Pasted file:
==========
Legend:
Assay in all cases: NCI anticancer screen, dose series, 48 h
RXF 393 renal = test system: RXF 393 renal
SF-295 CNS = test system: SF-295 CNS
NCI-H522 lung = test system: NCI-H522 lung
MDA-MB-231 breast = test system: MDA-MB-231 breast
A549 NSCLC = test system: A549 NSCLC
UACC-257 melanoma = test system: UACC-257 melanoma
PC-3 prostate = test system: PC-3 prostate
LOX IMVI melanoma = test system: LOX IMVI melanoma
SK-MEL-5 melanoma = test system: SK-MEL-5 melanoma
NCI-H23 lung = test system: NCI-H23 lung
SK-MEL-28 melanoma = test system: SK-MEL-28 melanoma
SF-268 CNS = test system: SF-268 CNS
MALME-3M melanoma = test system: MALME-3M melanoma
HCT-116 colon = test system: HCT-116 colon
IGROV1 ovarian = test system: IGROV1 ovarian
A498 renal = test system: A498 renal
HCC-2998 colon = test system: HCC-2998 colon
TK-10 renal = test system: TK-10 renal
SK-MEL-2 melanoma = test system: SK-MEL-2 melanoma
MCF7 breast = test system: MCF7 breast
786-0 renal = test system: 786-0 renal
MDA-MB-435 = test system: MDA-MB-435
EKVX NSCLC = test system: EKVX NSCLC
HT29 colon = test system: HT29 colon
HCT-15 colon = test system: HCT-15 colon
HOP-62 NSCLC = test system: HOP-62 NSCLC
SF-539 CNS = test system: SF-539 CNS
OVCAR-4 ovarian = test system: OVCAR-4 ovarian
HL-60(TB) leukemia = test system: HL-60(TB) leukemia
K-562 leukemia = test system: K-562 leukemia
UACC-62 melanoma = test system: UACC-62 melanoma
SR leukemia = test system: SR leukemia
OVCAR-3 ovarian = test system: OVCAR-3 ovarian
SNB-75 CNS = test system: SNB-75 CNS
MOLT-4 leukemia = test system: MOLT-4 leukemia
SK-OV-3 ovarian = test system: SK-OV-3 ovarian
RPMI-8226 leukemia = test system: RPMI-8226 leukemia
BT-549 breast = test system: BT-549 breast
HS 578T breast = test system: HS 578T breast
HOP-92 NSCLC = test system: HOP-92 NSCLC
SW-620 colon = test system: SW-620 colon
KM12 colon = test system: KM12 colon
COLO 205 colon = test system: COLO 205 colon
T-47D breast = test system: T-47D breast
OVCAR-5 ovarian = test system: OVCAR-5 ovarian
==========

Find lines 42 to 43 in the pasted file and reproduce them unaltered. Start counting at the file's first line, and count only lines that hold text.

HOP-92 NSCLC = test system: HOP-92 NSCLC
SW-620 colon = test system: SW-620 colon